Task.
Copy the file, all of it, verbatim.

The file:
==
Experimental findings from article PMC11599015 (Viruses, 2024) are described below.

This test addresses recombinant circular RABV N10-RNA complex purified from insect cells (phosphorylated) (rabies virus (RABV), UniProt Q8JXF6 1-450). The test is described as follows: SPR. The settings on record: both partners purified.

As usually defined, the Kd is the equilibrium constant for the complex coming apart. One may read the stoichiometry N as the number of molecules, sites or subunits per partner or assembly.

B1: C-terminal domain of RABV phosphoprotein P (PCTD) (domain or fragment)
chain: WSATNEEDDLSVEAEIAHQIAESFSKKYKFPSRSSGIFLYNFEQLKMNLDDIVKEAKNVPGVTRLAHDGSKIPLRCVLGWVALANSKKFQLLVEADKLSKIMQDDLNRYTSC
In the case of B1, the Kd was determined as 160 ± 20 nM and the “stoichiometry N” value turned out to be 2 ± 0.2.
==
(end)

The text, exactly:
Experimental findings from article PMC11599015 (Viruses, 2024) are described below.

This test addresses recombinant circular RABV N10-RNA complex purified from insect cells (phosphorylated) (rabies virus (RABV), UniProt Q8JXF6 1-450). The test is described as follows: SPR. The settings on record: both partners purified.

As usually defined, the Kd is the equilibrium constant for the complex coming apart. One may read the stoichiometry N as the number of molecules, sites or subunits per partner or assembly.

B1: C-terminal domain of RABV phosphoprotein P (PCTD) (domain or fragment)
chain: WSATNEEDDLSVEAEIAHQIAESFSKKYKFPSRSSGIFLYNFEQLKMNLDDIVKEAKNVPGVTRLAHDGSKIPLRCVLGWVALANSKKFQLLVEADKLSKIMQDDLNRYTSC
In the case of B1, the Kd was determined as 160 ± 20 nM and the “stoichiometry N” value turned out to be 2 ± 0.2.